American aviator who made the first solo, nonstop transatlantic flight, b. Detroit; son of Charles A. Lindbergh (1859—1924). He left the Univ. of Wisconsin (1922) to study flying. After service as a flying cadet, he was commissioned (1925) in the air force reserve and later became an airmail pilot. On May 21, 1927, Lindbergh astounded the world by landing in Paris after a solo flight from New York across the Atlantic in The Spirit of St. Louis. Upon his return to the United States he received an unprecedented welcome, was promoted to colonel, and made a nationwide tour to foster popular interest in aviation. Lindbergh married (1929) Anne Morrow, the daughter of the U.S. ambassador to Mexico Dwight W. Morrow, and with her made several long flights. After the kidnapping and death of their son (see Hauptmann, Bruno Richard) in 1932, the Lindberghs moved (1935) to England. In 1936, Lindbergh collaborated with Alexis Carrel on the invention of a perfusion pump that could maintain organs outside the body. After inspecting (1938) European air forces, Lindbergh became convinced of German air superiority; he favored a U.S. policy of isolationism with respect to the political and military struggle threatening in Europe. He returned (1939) to the United States and made antiwar speeches for the America First Committee. When these speeches were branded pro-Nazi, he resigned his reserve commission and quit the National Advisory Committee for Aeronautics. Upon United States entry into the war Lindbergh offered his services to the air force; he subsequently flew combat missions in the Pacific. In his later years he emerged as a spokesman on conservation issues.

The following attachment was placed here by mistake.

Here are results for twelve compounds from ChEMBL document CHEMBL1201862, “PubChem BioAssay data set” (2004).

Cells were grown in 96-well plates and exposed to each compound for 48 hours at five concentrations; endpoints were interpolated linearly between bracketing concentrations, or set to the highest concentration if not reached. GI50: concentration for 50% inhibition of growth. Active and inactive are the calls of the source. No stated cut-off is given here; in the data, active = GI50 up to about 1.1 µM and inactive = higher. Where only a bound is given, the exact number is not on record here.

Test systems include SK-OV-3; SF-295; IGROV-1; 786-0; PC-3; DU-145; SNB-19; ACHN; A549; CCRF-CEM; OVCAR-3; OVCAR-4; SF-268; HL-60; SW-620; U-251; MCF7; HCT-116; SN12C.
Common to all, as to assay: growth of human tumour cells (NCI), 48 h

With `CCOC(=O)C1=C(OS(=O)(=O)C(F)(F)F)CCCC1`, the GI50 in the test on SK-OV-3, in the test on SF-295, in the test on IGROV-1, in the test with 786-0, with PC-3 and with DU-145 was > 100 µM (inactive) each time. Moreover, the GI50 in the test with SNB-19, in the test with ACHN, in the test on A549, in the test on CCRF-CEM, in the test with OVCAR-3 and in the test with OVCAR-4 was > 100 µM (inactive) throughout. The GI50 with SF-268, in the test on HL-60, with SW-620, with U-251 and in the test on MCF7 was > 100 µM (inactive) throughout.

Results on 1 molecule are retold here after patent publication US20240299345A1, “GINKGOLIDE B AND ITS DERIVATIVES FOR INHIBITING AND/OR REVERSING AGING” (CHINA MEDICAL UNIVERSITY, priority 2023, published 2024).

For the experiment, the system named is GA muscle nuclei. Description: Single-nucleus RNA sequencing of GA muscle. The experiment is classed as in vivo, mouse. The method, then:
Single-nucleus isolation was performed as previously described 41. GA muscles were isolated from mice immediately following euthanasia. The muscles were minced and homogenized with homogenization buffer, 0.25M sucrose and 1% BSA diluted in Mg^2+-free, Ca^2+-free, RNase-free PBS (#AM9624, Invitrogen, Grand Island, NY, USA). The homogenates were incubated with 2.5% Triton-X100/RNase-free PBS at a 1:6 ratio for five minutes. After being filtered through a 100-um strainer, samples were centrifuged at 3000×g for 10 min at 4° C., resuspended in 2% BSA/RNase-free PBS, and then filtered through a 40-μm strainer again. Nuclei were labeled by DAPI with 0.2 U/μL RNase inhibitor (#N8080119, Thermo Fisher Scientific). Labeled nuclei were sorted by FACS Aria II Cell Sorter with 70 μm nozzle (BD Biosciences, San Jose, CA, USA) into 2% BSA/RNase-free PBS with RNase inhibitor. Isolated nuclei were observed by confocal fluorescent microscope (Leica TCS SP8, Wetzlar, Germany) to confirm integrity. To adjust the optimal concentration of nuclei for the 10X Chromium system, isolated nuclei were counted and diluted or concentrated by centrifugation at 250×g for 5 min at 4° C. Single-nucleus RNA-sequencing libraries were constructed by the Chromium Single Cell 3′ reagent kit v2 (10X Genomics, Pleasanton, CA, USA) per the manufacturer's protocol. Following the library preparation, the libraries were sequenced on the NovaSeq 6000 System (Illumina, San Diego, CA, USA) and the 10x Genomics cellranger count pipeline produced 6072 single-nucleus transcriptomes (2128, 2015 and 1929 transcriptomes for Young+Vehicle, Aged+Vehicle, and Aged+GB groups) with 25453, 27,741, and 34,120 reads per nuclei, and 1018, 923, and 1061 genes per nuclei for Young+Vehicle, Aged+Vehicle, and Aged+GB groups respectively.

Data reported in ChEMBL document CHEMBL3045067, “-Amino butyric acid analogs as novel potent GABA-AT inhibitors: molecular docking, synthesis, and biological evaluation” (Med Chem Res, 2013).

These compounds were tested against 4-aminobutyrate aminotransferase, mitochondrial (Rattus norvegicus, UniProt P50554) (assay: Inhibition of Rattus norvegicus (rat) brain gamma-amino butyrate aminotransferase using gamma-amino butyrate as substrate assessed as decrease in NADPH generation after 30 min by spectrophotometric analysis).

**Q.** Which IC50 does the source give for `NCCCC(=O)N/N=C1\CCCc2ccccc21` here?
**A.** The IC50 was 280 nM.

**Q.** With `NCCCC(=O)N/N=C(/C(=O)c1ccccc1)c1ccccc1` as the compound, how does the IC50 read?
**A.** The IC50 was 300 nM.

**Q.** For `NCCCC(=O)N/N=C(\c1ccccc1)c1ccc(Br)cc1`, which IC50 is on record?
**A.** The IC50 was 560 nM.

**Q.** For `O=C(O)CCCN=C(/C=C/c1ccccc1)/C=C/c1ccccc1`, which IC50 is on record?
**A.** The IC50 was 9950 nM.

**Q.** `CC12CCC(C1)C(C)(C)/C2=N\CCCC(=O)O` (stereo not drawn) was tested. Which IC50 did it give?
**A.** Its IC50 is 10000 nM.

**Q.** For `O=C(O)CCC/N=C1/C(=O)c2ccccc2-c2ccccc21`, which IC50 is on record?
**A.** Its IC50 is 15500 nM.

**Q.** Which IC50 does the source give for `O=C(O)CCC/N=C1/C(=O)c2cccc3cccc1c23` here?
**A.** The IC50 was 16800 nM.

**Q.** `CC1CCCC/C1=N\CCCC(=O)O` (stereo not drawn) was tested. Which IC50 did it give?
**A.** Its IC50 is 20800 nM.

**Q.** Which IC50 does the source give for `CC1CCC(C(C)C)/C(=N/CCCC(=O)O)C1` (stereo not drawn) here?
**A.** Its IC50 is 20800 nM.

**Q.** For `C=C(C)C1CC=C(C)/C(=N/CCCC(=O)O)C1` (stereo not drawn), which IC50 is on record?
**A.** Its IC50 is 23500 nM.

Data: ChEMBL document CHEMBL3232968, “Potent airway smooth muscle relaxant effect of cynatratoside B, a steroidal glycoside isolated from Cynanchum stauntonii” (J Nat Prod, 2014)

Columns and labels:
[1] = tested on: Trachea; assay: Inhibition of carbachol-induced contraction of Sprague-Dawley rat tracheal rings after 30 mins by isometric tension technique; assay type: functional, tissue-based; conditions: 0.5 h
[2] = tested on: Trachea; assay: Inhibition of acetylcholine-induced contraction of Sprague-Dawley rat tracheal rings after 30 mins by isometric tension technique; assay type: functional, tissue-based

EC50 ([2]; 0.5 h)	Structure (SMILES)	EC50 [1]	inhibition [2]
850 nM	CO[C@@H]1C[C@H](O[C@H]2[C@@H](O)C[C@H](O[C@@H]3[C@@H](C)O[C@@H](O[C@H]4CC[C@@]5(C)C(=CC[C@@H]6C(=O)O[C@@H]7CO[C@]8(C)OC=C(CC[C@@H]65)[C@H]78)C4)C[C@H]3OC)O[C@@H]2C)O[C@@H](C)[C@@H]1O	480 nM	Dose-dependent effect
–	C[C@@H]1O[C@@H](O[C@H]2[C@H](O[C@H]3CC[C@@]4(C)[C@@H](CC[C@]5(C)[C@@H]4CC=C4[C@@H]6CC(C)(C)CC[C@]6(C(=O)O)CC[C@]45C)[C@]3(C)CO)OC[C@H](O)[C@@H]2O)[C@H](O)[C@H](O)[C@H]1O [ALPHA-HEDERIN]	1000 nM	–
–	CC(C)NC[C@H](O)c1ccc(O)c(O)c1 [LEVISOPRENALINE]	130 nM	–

See his We (1927), Of Flight and Life (1948), The Spirit of St. Louis (1953; Pulitzer Prize), and The Wartime Journals (1970); biography by W. S. Ross (1968). His wife, Anne Spencer Morrow Lindbergh, 1906–, b. Englewood, N.J., grad. Smith College, 1927, is a writer. Her works include North to the Orient (1935) and Listen! the Wind (1938), both accounts of flights she made with her husband; The Wave of the Future (1940), a tract advocating isolationism; Gift from the Sea (1955), a poetic, highly personal study of the problems of women; The Unicorn and Other Poems (1956); a novel, Dearly Beloved (1962); and a volume of essays, Earth Shine (1969).
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